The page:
Helen, I can actually explain to you why John had recieved the coded message. He didn’t actually recieve it, as in it wasn’t intended for him. It was intended for Caleb. Whether or not Caleb would ever be able to decode it, the Whisperers were there to guide him all along.

    I had originally watched the film on DVD and I watched it twice in a row. The first time was to see why people hated its ending anf the second time I watched it listening to the comemntary track that explains every aspect of the film. The film’s underlying message is that John is not a great father figure. He loves Caleb but doesn’t look out for him. Throughout the film John became more interested in the coded message and disasters to follow, rather than noticing that strange men are following his son. The story centres on John’s inability to notice that everything does not revolve around him but rather his son and the other girl. It tragic in that sense and I gretaly appreciated it. I find this to be a heartbreaking film from start to finish.

  6. Helen
    Dec 28 2009

    John as unintended recipient is a plausible interpretation as far as the plot point goes; however, I’m not convinced that trying desperately to avert the coming apocalypse makes a man a bad father.

    That was flippant, but I just really didn’t like this movie.

  7. Nir Shalev
    Dec 30 2009

    John wasn’t trying to avert the oncoming apocalypse. He was running around like a lost lamb, confused because of the disasters surrounding him and the strangers following his kid.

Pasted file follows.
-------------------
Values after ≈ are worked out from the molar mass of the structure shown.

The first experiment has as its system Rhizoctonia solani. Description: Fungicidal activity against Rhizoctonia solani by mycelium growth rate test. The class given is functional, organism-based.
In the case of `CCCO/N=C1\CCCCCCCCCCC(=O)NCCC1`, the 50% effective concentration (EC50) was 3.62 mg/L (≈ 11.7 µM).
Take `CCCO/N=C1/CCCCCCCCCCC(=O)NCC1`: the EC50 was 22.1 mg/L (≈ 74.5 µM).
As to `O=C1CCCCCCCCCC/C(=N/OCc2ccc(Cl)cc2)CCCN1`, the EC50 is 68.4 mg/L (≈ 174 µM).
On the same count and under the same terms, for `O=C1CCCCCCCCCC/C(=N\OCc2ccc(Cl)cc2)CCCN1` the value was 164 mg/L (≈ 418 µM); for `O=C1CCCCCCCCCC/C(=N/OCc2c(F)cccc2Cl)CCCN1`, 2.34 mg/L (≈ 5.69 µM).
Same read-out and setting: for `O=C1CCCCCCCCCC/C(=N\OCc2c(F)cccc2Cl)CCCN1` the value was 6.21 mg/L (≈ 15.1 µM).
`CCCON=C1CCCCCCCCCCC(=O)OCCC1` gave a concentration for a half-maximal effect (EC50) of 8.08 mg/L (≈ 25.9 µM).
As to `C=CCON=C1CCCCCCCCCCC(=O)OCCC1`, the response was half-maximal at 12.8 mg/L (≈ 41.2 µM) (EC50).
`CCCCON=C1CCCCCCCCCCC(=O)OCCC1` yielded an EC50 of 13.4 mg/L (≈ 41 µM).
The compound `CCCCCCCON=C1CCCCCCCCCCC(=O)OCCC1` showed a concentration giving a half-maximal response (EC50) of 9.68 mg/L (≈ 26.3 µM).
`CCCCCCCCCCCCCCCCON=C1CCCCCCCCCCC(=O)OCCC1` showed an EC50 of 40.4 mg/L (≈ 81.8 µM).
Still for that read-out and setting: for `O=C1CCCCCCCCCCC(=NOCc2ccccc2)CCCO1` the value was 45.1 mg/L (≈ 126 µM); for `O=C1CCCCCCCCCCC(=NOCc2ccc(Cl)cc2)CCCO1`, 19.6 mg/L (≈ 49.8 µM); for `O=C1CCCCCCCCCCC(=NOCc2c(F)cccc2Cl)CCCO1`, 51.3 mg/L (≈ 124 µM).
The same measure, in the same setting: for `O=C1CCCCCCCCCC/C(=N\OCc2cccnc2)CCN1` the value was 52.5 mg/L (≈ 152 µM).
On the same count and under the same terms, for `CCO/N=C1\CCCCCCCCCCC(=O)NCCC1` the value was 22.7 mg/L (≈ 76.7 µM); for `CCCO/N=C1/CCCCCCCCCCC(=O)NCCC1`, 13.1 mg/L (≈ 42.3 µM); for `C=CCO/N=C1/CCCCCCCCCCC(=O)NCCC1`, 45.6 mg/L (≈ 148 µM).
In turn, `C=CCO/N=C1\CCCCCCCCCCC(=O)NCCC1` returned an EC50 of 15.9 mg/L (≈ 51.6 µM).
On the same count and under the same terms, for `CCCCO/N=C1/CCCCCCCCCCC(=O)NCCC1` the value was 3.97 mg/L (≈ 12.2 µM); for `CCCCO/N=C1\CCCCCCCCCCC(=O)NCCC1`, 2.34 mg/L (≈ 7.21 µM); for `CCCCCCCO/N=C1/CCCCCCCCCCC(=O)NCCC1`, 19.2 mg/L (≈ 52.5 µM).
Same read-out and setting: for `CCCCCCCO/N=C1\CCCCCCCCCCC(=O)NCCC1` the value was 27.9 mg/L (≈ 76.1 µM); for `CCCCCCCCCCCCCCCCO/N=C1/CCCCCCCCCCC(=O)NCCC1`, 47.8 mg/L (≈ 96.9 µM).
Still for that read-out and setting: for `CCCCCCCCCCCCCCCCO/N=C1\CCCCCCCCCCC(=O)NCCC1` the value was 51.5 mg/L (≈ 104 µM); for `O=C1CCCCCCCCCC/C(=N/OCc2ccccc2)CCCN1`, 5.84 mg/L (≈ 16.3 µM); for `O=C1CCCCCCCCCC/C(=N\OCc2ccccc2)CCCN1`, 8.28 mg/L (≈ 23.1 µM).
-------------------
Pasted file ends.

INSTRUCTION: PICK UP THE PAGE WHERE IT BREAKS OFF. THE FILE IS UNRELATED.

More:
One major philosophical ideal was mentioned in the film, “why am I made aware of the end of the world when there’s nothing that I can do about it?” and another one is that “we are afraid of that which we do not understand”. And when we are afraid we tend to lose track of everything that is happenings “in the moment”. On my first viewing, when the movie was over I felt very melancholy because John felt what it’d be like to sacrifice his son for the greater good. Knowing that his son would move on and he’d be dead within hours hit him like a brick wall and when he fell to his knees and cried I felt his pain. I am not a parent I’m not even married but the third act of this film hit me on an emotional level and I understand why you dislike it. As a matter of fact, most people that had watched it hate it. At best, people loved it until the end. I find that ironic.

  8. josef
    Nov 20 2011

    fucking aliens are u being serious thats got nothing to do with aliens its fucking weird i thaught that they were spirits that were protecting them and also i thaught that the marbles wuld have kept them alive until dianna died but aliens u gotta be kiddig me

  9. Nov 20 2011

    Angels, more like it. They even travel around in a carriage (or spaceship), one that resembles the one from The Bible. But even Proyas prefers the aliens angle. Then again, who better to save man kind than aliens?